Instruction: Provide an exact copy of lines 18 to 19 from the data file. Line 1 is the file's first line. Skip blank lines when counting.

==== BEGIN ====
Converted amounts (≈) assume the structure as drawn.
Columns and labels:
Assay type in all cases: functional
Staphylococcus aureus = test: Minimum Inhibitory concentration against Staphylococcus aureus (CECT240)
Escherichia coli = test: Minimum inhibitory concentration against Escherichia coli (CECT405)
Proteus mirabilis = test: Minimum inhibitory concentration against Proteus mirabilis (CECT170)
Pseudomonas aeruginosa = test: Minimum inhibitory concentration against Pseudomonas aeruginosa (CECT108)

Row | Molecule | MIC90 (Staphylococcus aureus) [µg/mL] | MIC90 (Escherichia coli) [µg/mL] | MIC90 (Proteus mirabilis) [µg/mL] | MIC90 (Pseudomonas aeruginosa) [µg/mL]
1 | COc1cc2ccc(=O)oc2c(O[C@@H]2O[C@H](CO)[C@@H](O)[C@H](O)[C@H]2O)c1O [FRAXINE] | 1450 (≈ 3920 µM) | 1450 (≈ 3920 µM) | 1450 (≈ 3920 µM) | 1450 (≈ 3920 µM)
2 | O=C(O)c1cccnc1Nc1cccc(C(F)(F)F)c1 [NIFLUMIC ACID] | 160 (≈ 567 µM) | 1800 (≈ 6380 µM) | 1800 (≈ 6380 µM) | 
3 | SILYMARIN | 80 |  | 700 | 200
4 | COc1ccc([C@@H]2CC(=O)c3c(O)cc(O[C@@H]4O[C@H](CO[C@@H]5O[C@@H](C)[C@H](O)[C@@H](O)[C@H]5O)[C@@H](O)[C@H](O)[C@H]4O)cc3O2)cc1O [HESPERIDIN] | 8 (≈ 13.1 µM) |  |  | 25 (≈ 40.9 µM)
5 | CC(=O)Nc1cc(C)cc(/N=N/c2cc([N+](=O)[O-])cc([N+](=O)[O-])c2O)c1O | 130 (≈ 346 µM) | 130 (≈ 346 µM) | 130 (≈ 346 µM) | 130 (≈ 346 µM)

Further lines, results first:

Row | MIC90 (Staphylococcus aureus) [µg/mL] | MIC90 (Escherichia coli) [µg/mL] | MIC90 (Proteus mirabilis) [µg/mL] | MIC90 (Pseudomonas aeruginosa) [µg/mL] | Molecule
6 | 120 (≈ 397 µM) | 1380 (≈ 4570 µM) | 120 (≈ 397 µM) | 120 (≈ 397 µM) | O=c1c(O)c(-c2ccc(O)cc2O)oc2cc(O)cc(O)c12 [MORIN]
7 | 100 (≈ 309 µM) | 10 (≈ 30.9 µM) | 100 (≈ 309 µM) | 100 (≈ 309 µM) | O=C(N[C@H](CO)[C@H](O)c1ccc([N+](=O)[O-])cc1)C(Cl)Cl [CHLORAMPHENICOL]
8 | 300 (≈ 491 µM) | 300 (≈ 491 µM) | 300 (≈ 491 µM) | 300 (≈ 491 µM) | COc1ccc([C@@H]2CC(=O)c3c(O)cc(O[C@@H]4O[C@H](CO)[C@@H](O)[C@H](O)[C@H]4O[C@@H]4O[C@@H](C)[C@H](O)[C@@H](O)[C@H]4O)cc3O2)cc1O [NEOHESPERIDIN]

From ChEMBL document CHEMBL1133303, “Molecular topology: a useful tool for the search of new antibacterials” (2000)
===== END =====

8 | 300 (≈ 491 µM) | 300 (≈ 491 µM) | 300 (≈ 491 µM) | 300 (≈ 491 µM) | COc1ccc([C@@H]2CC(=O)c3c(O)cc(O[C@@H]4O[C@H](CO)[C@@H](O)[C@H](O)[C@H]4O[C@@H]4O[C@@H](C)[C@H](O)[C@@H](O)[C@H]4O)cc3O2)cc1O [NEOHESPERIDIN]

From ChEMBL document CHEMBL1133303, “Molecular topology: a useful tool for the search of new antibacterials” (2000)